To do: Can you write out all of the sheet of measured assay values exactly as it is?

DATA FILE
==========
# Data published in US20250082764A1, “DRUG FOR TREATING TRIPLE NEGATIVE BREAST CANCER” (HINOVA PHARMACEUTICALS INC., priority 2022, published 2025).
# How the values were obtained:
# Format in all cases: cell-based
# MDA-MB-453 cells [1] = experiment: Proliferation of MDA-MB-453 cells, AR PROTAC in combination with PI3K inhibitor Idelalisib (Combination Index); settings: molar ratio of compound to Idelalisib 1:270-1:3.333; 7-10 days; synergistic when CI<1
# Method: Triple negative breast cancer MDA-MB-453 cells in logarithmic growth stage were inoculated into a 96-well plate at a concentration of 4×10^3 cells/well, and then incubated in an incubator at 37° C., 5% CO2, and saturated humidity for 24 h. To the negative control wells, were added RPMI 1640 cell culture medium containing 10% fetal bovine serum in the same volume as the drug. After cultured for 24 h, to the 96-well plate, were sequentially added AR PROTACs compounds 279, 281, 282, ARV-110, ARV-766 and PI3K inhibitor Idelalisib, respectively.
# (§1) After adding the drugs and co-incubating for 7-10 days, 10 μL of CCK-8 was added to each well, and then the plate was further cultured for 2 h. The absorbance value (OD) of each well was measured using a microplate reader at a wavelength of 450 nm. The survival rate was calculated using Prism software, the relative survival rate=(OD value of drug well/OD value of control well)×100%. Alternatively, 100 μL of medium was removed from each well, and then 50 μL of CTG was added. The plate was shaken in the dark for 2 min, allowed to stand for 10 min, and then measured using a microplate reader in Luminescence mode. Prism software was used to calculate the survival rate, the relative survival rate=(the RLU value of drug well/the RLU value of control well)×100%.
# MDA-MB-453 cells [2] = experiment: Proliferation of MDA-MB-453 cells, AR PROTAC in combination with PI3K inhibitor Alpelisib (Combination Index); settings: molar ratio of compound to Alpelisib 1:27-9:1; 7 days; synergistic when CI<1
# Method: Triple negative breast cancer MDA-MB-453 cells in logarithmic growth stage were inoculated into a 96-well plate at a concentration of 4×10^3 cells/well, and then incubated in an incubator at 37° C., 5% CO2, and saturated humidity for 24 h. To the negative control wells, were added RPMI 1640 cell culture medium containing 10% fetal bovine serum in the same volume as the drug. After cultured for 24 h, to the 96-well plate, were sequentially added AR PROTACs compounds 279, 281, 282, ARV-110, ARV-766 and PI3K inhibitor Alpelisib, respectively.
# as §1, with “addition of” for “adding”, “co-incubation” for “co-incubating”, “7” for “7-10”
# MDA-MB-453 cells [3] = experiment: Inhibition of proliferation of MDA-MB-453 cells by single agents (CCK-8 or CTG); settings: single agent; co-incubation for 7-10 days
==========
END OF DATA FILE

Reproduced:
# Data published in US20250082764A1, “DRUG FOR TREATING TRIPLE NEGATIVE BREAST CANCER” (HINOVA PHARMACEUTICALS INC., priority 2022, published 2025).
# How the values were obtained:
# Format in all cases: cell-based
# MDA-MB-453 cells [1] = experiment: Proliferation of MDA-MB-453 cells, AR PROTAC in combination with PI3K inhibitor Idelalisib (Combination Index); settings: molar ratio of compound to Idelalisib 1:270-1:3.333; 7-10 days; synergistic when CI<1
# Method: Triple negative breast cancer MDA-MB-453 cells in logarithmic growth stage were inoculated into a 96-well plate at a concentration of 4×10^3 cells/well, and then incubated in an incubator at 37° C., 5% CO2, and saturated humidity for 24 h. To the negative control wells, were added RPMI 1640 cell culture medium containing 10% fetal bovine serum in the same volume as the drug. After cultured for 24 h, to the 96-well plate, were sequentially added AR PROTACs compounds 279, 281, 282, ARV-110, ARV-766 and PI3K inhibitor Idelalisib, respectively.
# (§1) After adding the drugs and co-incubating for 7-10 days, 10 μL of CCK-8 was added to each well, and then the plate was further cultured for 2 h. The absorbance value (OD) of each well was measured using a microplate reader at a wavelength of 450 nm. The survival rate was calculated using Prism software, the relative survival rate=(OD value of drug well/OD value of control well)×100%. Alternatively, 100 μL of medium was removed from each well, and then 50 μL of CTG was added. The plate was shaken in the dark for 2 min, allowed to stand for 10 min, and then measured using a microplate reader in Luminescence mode. Prism software was used to calculate the survival rate, the relative survival rate=(the RLU value of drug well/the RLU value of control well)×100%.
# MDA-MB-453 cells [2] = experiment: Proliferation of MDA-MB-453 cells, AR PROTAC in combination with PI3K inhibitor Alpelisib (Combination Index); settings: molar ratio of compound to Alpelisib 1:27-9:1; 7 days; synergistic when CI<1
# Method: Triple negative breast cancer MDA-MB-453 cells in logarithmic growth stage were inoculated into a 96-well plate at a concentration of 4×10^3 cells/well, and then incubated in an incubator at 37° C., 5% CO2, and saturated humidity for 24 h. To the negative control wells, were added RPMI 1640 cell culture medium containing 10% fetal bovine serum in the same volume as the drug. After cultured for 24 h, to the 96-well plate, were sequentially added AR PROTACs compounds 279, 281, 282, ARV-110, ARV-766 and PI3K inhibitor Alpelisib, respectively.
# as §1, with “addition of” for “adding”, “co-incubation” for “co-incubating”, “7” for “7-10”
# MDA-MB-453 cells [3] = experiment: Inhibition of proliferation of MDA-MB-453 cells by single agents (CCK-8 or CTG); settings: single agent; co-incubation for 7-10 days